Pejuta Cangleska Win (Sacred Medicine Circle Woman), Tasha R. Fridia

(Wichita, Kiowa, and Caddo), Assistant Director, Tribal Youth Resource Center

Tasha Fridia is the owner of Fridia Consulting where she assists tribes with strategic and justice system planning, code drafting, policy implementation and human resource needs. Tasha also serves as a Senior Associate at the National Criminal Justice Training Center of Fox Valley Technical College. Prior to her work with TLPI, she worked for the OJJDP Tribal Youth Program Training and Technical Assistance Center at the University of Oklahoma in the Tribal Law and Policy Division. Tasha is a graduate of Oklahoma City University School of Law, where she earned her Juris Doctorate as well as a certificate in American Indian Law. She interned with the Oglala Sioux Tribal Court and the OJJDP TYP TTA Center at the University of Oklahoma. She also gained experience in the Jodi G. Marquette American Indian Wills Clinic. While in law school, Tasha held numerous leadership positions including Student Bar Association Vice President, Pupil of Ruth Bader Ginsburg Inn of Court, and an appointment to the Dean’s Council on Diversity, Equality and Inclusion where she helped establish a regalia policy for Native American Law Students. She served on the National Native American Law Students Association board and was awarded Future Trailblazer in Indian Country by her local chapter. Tasha previously worked in the Tribal Human Resources field and is currently a Manager of Quivera Enterprises LLC, a division of the Wichita and Affiliated Tribes Industrial Development Commission. She earned a B.A. from the University of Oklahoma and a M.A. in Human Resources Development from Webster University. Tasha is passionate about the work she does and approaches it with the guidance of cultural and traditional teachings.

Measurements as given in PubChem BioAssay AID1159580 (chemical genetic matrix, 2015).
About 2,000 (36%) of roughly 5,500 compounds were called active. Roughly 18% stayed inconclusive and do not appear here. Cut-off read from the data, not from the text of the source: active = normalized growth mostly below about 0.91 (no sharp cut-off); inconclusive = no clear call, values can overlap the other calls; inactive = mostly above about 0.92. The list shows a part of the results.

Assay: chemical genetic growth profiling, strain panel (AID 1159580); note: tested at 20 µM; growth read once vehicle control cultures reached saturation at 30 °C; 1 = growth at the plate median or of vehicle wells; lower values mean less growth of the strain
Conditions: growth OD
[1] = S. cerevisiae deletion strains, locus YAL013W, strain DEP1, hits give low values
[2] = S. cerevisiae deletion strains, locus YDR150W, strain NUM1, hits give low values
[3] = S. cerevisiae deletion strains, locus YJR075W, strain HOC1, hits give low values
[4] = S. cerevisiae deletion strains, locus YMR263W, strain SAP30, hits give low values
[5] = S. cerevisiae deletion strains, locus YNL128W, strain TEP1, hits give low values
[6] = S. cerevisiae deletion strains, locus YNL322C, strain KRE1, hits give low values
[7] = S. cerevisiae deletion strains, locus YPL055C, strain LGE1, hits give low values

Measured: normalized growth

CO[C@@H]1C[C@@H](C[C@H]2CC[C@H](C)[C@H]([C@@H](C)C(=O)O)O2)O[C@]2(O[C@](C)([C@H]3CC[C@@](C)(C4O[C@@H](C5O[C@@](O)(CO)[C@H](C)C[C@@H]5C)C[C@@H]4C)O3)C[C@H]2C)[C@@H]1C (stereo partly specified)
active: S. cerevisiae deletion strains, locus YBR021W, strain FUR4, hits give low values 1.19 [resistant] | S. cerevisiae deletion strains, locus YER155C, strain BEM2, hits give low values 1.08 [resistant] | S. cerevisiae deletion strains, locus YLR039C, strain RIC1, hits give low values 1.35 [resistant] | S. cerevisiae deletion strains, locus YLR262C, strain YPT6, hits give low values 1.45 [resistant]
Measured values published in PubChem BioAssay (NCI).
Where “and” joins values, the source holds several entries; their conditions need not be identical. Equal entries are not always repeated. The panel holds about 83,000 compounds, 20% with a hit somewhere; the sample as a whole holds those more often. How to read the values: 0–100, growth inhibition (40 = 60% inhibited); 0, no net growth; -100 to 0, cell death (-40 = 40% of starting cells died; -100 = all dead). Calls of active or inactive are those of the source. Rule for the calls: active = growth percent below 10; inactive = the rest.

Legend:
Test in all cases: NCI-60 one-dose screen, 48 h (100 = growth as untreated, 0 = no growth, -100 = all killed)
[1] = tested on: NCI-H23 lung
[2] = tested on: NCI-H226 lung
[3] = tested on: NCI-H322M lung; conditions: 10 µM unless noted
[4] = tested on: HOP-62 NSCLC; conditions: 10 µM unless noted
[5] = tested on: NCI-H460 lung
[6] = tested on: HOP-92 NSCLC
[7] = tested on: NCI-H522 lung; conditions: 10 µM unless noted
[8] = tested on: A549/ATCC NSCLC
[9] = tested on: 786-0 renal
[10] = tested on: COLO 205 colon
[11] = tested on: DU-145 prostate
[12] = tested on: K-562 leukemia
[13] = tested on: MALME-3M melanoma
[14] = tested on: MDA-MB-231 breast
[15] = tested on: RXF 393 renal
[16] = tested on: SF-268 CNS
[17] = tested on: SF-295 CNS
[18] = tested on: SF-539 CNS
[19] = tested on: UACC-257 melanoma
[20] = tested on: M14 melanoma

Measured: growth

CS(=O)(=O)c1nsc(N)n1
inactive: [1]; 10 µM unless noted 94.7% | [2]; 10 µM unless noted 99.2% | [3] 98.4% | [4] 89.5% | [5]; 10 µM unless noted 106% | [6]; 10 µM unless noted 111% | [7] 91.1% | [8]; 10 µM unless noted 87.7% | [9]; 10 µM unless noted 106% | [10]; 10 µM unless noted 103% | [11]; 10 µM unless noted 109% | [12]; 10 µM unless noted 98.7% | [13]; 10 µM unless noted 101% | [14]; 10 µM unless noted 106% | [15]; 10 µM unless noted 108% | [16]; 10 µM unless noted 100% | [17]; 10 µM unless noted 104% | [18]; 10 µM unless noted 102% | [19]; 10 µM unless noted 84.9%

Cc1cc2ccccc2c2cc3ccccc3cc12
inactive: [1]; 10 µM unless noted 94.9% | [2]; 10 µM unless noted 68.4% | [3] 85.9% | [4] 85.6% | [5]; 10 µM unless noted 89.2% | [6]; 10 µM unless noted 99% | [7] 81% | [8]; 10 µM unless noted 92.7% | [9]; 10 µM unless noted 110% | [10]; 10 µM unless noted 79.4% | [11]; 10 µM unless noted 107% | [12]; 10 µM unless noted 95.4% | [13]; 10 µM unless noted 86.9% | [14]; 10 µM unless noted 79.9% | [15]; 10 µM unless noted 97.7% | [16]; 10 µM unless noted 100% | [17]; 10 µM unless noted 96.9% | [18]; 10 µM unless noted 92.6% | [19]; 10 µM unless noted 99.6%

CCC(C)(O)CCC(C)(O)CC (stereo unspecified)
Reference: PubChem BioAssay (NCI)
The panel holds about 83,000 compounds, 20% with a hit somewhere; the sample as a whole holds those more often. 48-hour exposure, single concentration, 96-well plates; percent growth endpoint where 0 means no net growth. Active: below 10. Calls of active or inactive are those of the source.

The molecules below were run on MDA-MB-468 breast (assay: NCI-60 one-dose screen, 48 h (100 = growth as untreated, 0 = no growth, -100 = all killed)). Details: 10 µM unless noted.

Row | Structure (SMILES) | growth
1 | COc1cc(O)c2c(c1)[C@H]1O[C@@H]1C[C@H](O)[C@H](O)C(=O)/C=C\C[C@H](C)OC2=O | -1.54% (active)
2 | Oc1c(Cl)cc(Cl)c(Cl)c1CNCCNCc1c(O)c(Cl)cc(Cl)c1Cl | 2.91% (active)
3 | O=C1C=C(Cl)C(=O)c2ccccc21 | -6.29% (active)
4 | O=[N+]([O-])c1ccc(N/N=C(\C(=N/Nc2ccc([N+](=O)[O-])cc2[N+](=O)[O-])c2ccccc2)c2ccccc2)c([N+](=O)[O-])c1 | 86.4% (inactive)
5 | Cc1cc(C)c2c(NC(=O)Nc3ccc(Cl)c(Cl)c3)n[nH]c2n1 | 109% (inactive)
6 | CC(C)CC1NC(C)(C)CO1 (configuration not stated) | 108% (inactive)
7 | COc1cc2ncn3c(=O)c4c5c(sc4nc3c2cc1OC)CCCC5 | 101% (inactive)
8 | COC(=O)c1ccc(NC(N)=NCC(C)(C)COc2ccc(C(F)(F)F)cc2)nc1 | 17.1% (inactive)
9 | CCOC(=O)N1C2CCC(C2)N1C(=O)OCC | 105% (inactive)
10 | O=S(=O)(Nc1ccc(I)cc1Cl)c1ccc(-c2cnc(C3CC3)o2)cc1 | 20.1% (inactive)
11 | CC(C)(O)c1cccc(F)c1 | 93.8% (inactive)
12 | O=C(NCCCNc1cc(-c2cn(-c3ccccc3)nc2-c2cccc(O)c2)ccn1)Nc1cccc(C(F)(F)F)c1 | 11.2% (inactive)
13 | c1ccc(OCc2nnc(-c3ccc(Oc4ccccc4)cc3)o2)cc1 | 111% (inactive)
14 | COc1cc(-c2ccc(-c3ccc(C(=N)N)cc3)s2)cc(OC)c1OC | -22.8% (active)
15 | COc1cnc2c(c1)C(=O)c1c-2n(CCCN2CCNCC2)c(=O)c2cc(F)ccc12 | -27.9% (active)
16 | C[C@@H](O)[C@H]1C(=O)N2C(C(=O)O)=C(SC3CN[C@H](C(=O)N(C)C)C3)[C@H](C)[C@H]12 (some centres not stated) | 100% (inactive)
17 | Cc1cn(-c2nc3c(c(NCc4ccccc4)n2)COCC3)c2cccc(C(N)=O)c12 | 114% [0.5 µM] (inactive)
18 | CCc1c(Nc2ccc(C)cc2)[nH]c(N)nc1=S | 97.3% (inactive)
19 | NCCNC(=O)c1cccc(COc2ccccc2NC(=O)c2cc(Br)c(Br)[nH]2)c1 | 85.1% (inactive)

Regena Frye

Director, Chickasaw Nation Recovery Resource Services

Regena Frye is a Director for the Chickasaw Nation, Recovery Resource Services (RRS) program in Ada, Oklahoma. RRS primarily serves First American’s involved with the criminal justice system due to their substance use issues; specifically those who are participants in the Pontotoc county drug court program. Additionally, RRS serves individuals who are employees of the Chickasaw Nation who suffer from substance use issues. Ms. Frye was born and raised in Ada, Oklahoma graduating from Byng high school just outside of Ada, Ok in 1998. Ms. Frye received her Bachelor’s in Human Services Counseling from East Central University (ECU) in Ada, Oklahoma in 2006 and her Master’s in Human Resource Administration also from East Central University (ECU) in 2018. Ms. Frye lives in Ada, Oklahoma with her husband and four children. Ms. Frye’s father is a Vietnam veteran and a recovering addict who has been in recovery since 2008. Having this personal life experience, as a child of an addict, Ms. Frye strives to continue working with those who suffer from mental health and substance use issues.

Maria Galvan

Special Agent, Criminal Investigations Bureau, Pueblo of Laguna